Bently keynote speaker at summit |

Bently keynote speaker at summit

by Jack Barnwell
Christopher Bently was the keynote speaker at the 19th annual Lake Tahoe Summit in August at Round Hill Pines. A the Lake Tahoe Restoration Act is heading for a vote in the senate.
Jim Grant | Nevada Appeal

Legislative and business leaders gathered at Zephyr Cove in Lake Tahoe to discuss the Lake’s future on Monday.

Chris Bently, chief executive officer of Bently Enterprises, said his first sunburn happened on the beaches around Round Hill Pines Beach as a kid.

Partnerships are essential Lake Tahoe’s continued success and protection, speakers at the 19th annual summit since President Clinton opened the first one in 1997.

Bently pointed to the public-private partnerships that have helped shape transportation at Tahoe, including $400 million in Douglas County. He said what the private industry can’t offer is the needed public infrastructure, so partnerships are necessary.

“We have an opportunity to start new and rebuild in a proper manner in a way the world will recognize and continue to visit,” Bently said.

One prime example, Sen. Dean Heller, R-Nev., noted, was the Alert Tahoe program, a system of live surveillance cameras that keeps tabs on fires in the Lake Tahoe Basin.

“This system is making a great difference,” Heller said.


Wildfire presented a major concern for the speakers, including U.S. Sens. Dianne Feinstein, D-Calif., and Carson City native Heller.

“Wildfires destroy thousands of acres and wastes resources,” Heller said.

Feinstein agreed, noting the Lake Tahoe Basin remains a high priority to western states. Both senators noted politics played second fiddle to the dangers in the basin and that it was a western problem.

They also touted the Senate version of the Lake Tahoe Restoration Act, a key piece of legislation that would earmark $415 million in funding during the next 10 years. This includes $150 million in fire-risk reduction and forest management.

California Gov. Jerry Brown noted fires in western states have changed throughout the decades — meaning fires have gotten bigger and more intense recently. The Rocky Fire in Lake County was a prime example.

“That means we need to fight fires smarter and take care of our forests,” Brown said.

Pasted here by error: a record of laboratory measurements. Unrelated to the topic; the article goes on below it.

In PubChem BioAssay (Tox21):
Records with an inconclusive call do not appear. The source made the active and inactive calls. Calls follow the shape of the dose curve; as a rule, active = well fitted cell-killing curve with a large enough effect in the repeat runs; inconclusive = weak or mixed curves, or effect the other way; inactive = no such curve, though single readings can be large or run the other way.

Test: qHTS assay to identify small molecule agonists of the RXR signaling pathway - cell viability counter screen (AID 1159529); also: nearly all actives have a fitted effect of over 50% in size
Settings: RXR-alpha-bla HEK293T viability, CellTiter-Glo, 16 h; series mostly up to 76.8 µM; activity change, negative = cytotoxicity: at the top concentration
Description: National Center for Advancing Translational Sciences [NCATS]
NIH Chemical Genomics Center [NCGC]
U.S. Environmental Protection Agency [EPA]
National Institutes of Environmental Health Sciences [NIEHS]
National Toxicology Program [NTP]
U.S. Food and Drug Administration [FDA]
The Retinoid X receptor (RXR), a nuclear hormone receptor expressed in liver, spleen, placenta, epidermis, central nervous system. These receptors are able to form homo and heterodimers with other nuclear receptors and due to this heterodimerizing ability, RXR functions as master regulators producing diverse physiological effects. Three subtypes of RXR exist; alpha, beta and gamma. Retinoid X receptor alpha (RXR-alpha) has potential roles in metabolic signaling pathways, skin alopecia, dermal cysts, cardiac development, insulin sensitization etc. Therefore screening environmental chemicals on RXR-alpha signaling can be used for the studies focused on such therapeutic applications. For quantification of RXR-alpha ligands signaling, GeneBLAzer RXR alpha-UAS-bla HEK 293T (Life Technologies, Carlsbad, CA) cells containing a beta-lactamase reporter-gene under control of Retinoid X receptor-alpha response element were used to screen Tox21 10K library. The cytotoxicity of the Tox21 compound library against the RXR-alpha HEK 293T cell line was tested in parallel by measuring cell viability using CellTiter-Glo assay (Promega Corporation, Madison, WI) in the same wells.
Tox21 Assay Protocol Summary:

California Congressman Tom McClintock, whose district includes parts of California’s side of Tahoe, additionally noted the damage current and past fires created locally.

McClintock said the Rim Fire wreaked havoc near Yosemite National Park and was 80 times larger than the 2007 Angora Fire. However, the latter had wide-ranging implications because it destroyed 254 homes and cost the region $1 billion in economic loss.

“If a fire much larger happened, it could decimate the lake and its surrounding region for generations to come,” McClintock said.

For example, a catastrophic fire could create ash and sediment that would damage lake clarity for years and hinder conservation efforts made during the last 20 years.

Many speakers commended the actions of fire personnel and remarked on the loss of U.S. Forest Service firefighter Michael Hallenbeck, who died fighting the Sierra Fire near Sierra-at-Tahoe Aug. 8.


Environment and invasive species topics also took front seat at the 2015 Lake Tahoe Summit, including measures already implemented as well as future projects.

Nevada and California have already invested millions in preventative invasive-species measures. Both versions of the Lake Tahoe Restoration Act promise funding, though the Senate version holds the lion’s share.

Feinstein used the quagga mussel as the primary example of the importance of Lake Tahoe’s boat-inspection program. One female mussel can produce up to one million eggs per year, creating adverse environmental impacts on any water system.

Feinstein credited enduring partnerships across public and private sectors for Lake Tahoe’s environmental protection and the success of the boat inspection program.

Hutchison, Nevada’s lieutenant governor, said the state approved $350,000 in funding to help with preventing new species from invading the lake.

“It is vital to prevent new infestations that are constantly threatening the lake,” Hutchison said.


Transportation issues played an important role at the event as well, including the development of improved roadways and bicycle/pedestrian safety.

Carlos Monje, assistant secretary for Transportation Policy at the U.S. Department of Transportation, noted that California and Nevada’s populations are poised to explode. That fact means more cars on the road and more people coming to Tahoe.

Monje said programs that Tahoe Transportation District, Nevada and California are implementing will help manage that influx.

Those projects include bike paths on both the Nevada and California sides, as well as improved State Route 28 corridor plans.